Campaigners for tribal rights have accused the British government of unprecedented ‘cloak and dagger’ secrecy over a meeting between Odisha chief minister Naveen Patnaik and Britain’s secretary of state for international development Andrew Mitchell in London last week.
hurriedly left for India on Wednesday — cutting short his visit by a day to quell a rebellion by partymen — he met Mitchell on Tuesday. But details of the discussions are being withheld by the Department for International Development (DfID), which describes the meeting as “private”.
Odisha is one of three Indian states that will receive British aid until 2015. Last year, it was given £20 million — an expense that has become controversial because of allegations of massive human rights violations against tribals in the resource-rich state.
The line being taken by DfID — in a possible attempt to distance itself from the controversy over human rights violations — is that it wasn’t Mitchell who sought the meeting but Patnaik.
“Andrew Mitchell … was delighted to welcome the chief minister to the UK. He had a productive meeting with the chief minister where they discussed Odisha’s progress in reducing poverty and a new scholarship programme for Dalit and tribal girls to enroll in secondary school,” a spokeswoman for the British ministry told HT.
The spokeswoman would not say if Mitchell raised the touchy subject of human rights with Patnaik, but Indian sources who were present insist he did not.
Similar secrecy surrounds a meeting Patnaik had on Monday with researchers from Sussex University’s prestigious Institute of Development Studies (IDS), which is partly funded by DfID. After Patnaik cancelled a lecture at IDS, allegedly to avoid being questioned by activists and students, three researchers headed by the school’s director Lawrence Haddad, trooped into London to call on Patnaik.
“Two other researchers (apart form Haddad) who are experts on nutrition attended the meeting. I can’t provide you with their details,” said an IDS spokeswoman. “Nutrition was the main topic, and discussion also touched on education initiatives to keep girls in school and cash transfers to poor households. I won’t be able to provide you with any further information.”
In an extraordinary act of secrecy, she refused to give the names of the two other researchers from the institute, which takes a keen interest in India and has programmes for Indian scholars and civil servants.
Tribal welfare is key to the success of British aid to Odisha — a likely reason Patnaik brought along his tribal welfare minister Ramesh Majhi to London on the chief minister’s first visit abroad since assuming office in 2000. But human rights campaigners are not convinced by such moves.
Stephen Cory, head of Survival International, which campaigns for the rights of indigenous people, wrote off angry letters to both Mitchell and Haddad. “The development model that has been championed by Patnaik in his tenure as chief minister has been one of rapid industrialisation at the expense of human rights and, specifically, the rights of the tribal peoples on whose land much of the industrialisation has occurred,” Cory wrote, citing specific instances of rights violations, including police firings on tribals protesting against mining on their sacred land.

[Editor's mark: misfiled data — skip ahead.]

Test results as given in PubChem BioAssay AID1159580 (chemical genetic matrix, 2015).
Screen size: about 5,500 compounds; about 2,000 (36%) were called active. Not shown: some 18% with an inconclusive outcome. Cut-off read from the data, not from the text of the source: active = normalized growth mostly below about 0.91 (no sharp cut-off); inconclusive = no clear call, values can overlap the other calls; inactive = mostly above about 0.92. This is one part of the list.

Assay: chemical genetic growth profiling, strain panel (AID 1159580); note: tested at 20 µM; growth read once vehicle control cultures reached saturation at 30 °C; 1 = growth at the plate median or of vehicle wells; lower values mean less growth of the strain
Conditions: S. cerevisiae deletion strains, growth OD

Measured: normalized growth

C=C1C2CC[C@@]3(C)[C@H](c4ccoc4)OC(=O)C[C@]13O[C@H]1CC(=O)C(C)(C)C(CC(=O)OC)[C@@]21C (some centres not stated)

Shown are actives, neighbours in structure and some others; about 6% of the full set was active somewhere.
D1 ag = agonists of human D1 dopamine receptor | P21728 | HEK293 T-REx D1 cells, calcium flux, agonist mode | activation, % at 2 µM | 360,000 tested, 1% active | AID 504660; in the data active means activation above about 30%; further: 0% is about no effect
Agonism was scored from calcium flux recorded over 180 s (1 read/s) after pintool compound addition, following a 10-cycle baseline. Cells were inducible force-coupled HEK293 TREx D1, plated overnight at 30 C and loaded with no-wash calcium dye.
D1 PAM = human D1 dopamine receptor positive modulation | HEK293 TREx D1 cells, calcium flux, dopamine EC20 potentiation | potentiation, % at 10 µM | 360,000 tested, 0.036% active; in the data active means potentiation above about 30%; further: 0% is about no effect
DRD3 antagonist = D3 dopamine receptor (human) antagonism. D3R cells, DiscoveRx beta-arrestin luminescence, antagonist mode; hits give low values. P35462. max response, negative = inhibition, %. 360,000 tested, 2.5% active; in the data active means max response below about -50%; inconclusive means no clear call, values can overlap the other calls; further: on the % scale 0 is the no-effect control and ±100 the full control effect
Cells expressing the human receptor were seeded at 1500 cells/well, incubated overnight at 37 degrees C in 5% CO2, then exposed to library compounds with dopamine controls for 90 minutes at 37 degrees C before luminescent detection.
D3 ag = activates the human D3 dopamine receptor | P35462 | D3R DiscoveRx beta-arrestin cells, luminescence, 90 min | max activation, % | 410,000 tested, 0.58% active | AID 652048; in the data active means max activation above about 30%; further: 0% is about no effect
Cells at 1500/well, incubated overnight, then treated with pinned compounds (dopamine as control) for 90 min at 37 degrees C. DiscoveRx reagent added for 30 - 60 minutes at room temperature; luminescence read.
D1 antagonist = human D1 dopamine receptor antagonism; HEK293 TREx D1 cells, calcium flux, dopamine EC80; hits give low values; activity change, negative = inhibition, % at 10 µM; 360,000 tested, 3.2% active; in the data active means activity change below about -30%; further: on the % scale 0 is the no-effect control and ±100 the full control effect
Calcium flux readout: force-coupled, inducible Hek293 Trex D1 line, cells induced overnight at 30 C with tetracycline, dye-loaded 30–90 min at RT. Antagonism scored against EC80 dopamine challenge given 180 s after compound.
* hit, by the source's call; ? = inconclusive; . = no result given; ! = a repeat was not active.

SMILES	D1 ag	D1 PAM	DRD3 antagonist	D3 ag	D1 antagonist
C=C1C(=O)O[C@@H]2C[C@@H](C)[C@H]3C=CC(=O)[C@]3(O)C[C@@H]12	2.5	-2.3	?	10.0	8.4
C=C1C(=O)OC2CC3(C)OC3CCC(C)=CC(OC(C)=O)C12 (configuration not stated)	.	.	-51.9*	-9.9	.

Amnesty International, the human rights group, also voiced its concern. “Prior to the Orissa chief minister’s visit to UK, Amnesty had written to the IDS about our human rights concerns on Orissa during 2006-2012 and asking that these concerns to be raised during his public event at IDS reportedly scheduled on 28-29 May. AI UK also wrote to Andrew Mitchell, asking him to raise these concerns during the chief minister’s meeting with the DFID,” said Ramesh Gopalakrishnan of Amnesty’s South Asia team.
Patnaik himself remained unmoved by the controversy generated by his visit. It was business as usual at a glittering reception hosted for him at the Institute of Directors by the Indo-European Business Forum on May 28. Assembled in the chandeliered room — Patnaik called it a “hallowed hall” — were many top-ranked Indian businessmen, led by the Hinduja brothers, Gopi and Srichand.
The Mittals were there in the crowded and ornate room, as were the Indian-origin Labour MP Keith Vaz and an assortment of individual British entrepreneurs keen to sniff out business opportunities in the mineral-rich state. Also among the guests was Anil Agarwal, the Indian-born billionaire and chairman of Vedanta Resources, a controversial FTSE 100 company whose bauxite mining activities in the Nyamgiri hills have been blocked by New Delhi.
“We are proud of our tribals,” Patnaik told the gathered investors. “We would like to have more downstream industries other than steel and aluminum; we want our boys and girls to be tech-savvy.”
“I could go on forever about nutrition, what we have done for our women and tribal people,” Patnaik said, giving the example of a state scheme offering people living below the poverty line 25 kg of rice per month at a subsidised price of R2 per kg.
But at least one major Indian-origin industrialist in London was understood to have raised the issue of human rights with Patnaik in a private meeting. “Patnaik said he wants to make progress but that he needs the help of the central government,” said a business source familiar with the discussions.
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